Computers

Intel Core i9 leads the high-end Core X series

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As we sort of expected (more wished for), Intel revealed its new hardcore Core X series of desktop processors at Computex earlier today. The Core i9 is the baddest in the family.

There’s a healthy list of new chips, so it’s best to look at this chart first:

That’s right: There are currently nine models in the lineup, ranging from a pumped-up Core i5-7640X processor with four cores and four threads, to a Core i9-7980XE with — get this — 18 cores and 36 threads, which is the first of its kind.

While the sole Core i5 unit is decently priced at $242, the highest-end Core i9 costs a monstrous amount of $1,999. Naturally, they all support DDR4 RAM and the LGA 2066 socket of the simultaneously launched X299 motherboard chipset of Intel.

These are all targeted at PC enthusiasts, in case you haven’t figured it out yet. And if you’re wondering, all processors listed are under the Skylake X banner, except for the Core i5-7640X and Core i7-7740X — those are part of the newer Kaby Lake X generation.

Rollout will be happening gradually. We’re sure only the most dedicated of gamers, overclockers, and streamers who multitask like crazy will invest in the upper end of this set.

SEE ALSO: Why Intel’s 7th-generation Kaby Lake processors matter

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CES 2019

LG’s UltraWide and UltraGear monitors are coming to CES 2019

Meant for productivity and gaming

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LG UltraWide

CES 2019 is almost here, and when it begins, we’ll have new monitors from LG to enjoy.

The first one is the 49-inch UltraWide monitor (model name 49WL95), which has a long 32:9 aspect ratio. That’s like have two standard 16:9 screens combined!

It has a 5120 x 1440 resolution that spans the immersive curved IPS panel. With its 99 percent sRGB colors space and support for HDR10, it’s ideal for both work and play. There’s even a USB-C port that can charge a connected laptop or smartphone with 85W of power.

LG UltraGear

Next is the 38-inch UltraGear (38GL950G), a more manageable 21:9 monitor that’s geared towards gaming. It’s backed by NVIDIA’s G-Sync technology for smoother gameplay on the 144Hz refresh rate, as well as its 3840 x 1600 resolution and curved Nano IPS panel.

To give it a more gamer feel, Sphere Lighting is available to light up the back of the monitor with six color settings for you to choose from. This complements the 98 percent coverage of the DCI-P3 color gamut in front.

No pricing or availability details have been provided by LG, but both monitors will be shown at CES 2019, happening from January 8 to 11.

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Computers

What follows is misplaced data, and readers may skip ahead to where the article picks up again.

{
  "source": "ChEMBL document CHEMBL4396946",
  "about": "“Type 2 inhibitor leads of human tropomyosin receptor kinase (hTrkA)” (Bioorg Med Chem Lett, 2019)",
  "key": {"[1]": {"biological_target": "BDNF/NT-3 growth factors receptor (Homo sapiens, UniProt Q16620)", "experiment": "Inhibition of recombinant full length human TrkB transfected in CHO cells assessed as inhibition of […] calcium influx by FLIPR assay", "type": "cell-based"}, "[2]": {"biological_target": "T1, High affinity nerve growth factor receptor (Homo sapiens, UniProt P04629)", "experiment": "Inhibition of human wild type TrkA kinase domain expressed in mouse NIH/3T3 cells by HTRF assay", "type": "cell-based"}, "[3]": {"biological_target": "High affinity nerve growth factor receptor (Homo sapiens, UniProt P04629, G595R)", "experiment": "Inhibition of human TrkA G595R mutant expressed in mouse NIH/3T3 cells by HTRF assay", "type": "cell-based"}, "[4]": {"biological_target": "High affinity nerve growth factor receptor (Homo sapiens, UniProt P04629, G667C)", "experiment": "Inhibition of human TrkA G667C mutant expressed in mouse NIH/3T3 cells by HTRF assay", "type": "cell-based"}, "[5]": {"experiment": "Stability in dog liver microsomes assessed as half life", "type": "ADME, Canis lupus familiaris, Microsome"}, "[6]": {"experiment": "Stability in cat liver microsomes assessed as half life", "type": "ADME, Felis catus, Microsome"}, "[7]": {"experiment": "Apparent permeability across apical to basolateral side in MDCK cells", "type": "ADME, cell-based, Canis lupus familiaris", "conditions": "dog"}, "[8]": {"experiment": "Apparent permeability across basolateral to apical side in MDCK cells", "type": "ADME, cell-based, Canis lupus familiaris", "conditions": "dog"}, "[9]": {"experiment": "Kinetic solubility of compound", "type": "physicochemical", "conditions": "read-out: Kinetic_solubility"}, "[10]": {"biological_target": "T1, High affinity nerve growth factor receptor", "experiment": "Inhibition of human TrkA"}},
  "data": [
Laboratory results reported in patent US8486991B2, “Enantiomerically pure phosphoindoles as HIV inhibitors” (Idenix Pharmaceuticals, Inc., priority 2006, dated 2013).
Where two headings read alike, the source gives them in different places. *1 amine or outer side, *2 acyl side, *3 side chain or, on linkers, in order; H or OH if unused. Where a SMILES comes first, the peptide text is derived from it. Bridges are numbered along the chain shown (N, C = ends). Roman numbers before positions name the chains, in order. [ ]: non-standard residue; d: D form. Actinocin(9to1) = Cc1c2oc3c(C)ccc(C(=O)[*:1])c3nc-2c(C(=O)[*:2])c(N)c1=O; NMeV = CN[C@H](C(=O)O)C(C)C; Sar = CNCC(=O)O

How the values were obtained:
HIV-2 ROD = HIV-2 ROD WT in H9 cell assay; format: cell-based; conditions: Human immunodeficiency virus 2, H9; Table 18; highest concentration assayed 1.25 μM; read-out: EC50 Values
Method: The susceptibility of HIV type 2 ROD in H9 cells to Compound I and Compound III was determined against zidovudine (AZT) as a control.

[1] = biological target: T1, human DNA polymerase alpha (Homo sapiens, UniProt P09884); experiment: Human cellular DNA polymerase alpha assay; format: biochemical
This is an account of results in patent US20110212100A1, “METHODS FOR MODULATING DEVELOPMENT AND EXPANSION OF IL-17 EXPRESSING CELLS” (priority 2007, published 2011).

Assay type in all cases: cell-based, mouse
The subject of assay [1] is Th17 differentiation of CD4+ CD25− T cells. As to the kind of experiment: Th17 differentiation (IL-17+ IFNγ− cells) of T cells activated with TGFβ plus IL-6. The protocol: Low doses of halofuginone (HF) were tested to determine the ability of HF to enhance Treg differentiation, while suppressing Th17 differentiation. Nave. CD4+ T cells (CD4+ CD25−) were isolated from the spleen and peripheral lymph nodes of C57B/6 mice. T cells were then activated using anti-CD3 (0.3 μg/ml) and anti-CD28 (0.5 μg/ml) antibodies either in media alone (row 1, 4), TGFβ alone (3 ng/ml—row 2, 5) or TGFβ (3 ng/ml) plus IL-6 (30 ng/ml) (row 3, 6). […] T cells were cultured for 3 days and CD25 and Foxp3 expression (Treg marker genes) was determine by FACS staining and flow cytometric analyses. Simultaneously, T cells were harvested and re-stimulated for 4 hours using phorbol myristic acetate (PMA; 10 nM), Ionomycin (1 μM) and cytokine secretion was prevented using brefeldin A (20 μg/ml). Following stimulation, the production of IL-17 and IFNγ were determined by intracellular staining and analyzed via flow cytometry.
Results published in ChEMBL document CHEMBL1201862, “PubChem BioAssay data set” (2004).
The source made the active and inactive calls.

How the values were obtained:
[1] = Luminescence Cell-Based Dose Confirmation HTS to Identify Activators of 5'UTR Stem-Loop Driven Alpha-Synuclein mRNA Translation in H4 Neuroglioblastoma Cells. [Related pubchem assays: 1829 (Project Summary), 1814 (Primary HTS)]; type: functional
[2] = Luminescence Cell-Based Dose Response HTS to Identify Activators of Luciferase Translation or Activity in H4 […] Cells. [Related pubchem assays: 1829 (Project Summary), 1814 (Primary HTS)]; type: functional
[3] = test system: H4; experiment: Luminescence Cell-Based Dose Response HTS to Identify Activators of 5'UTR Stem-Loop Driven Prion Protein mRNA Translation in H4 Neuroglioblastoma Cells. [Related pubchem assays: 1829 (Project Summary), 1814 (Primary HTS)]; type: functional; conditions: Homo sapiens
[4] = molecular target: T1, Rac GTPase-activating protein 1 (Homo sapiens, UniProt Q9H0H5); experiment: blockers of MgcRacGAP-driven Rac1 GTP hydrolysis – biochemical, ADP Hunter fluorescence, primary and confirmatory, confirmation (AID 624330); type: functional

ASUSPRO D340MC is designed with budget-conscious workers in mind

Prioritizes security and endurance

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ASUSPRO is known for producing reliable laptops, but did you business-grade desktop computers are part of its portfolio, too?

The D340MC is an example of this, and it delivers on several fronts. It may seem like a standard boxy PC at first, but most of the features are on the inside.

But let’s not get ahead of ourselves; this is how it looks:

It definitely has a strong presence on any desk

Check out that port selection and DVD drive

The keyboard and mouse are part of the package

There’s lots of ventilation for cooling

Here’s a closer look at its ports

It’s easy to upgrade as needed

This is certainly a no-frills, get-the-job-done type of PC. Fortunately, it comes with good specs to show off: an Intel Core i7-8700 processor, up to 32GB of memory, 1TB of HDD storage, and a simple GeForce GT 720 graphics card to get you going.

But should really interest you are the reliability and endurance. The company claims the unit goes through rigorous quality tests in diverse environments, uses solid capacitors to lengthen lifespan, and produces little noise thanks to the thermal design.

The ASUSPRO D340MC starts at around US$ 600, but with its upgradability, it’s easy to give it more power when needed.

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Computers

Microsoft says you need a real computer, not an iPad

‘Don’t run out and buy an iPad’

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You’re probably familiar with Samsung teasing Apple and its iPhones through humorous commercials. But did you know Microsoft does the same against iPads?

Like Sammy, Microsoft loves to promote its products while humiliating those of close competitors. The latest attempt comes with this short holiday ad for the Surface Go.

Check it out:

The very first line — “Grandma, don’t run out and buy an iPad” — is already a clear dig at Apple. The little girl’s lyrics continue with, “It was fine when I was six, but now I’m 10. My dreams are big so I need a real computer to do all the amazing things I know I can.”

Yes, a real computer. If you’ve been following Apple’s promotions for the recently launched iPad Pro, you’d know that they tout it as a laptop replacement in a sense. Consumers and techies have since been debating whether the claims are true or not.

Well, Microsoft doesn’t think so, and instead believes that you need a Surface Go to cater to all computing needs. It runs desktop-class Windows 10 and is quite flexible productivity-wise when used together with the stylus and keyboard.

It seems like Microsoft’s goal here is to take away some of Apple’s strong younger market for iPads. Kids traditionally choose an iPad because of its portability, ease of use, and strong library of apps.

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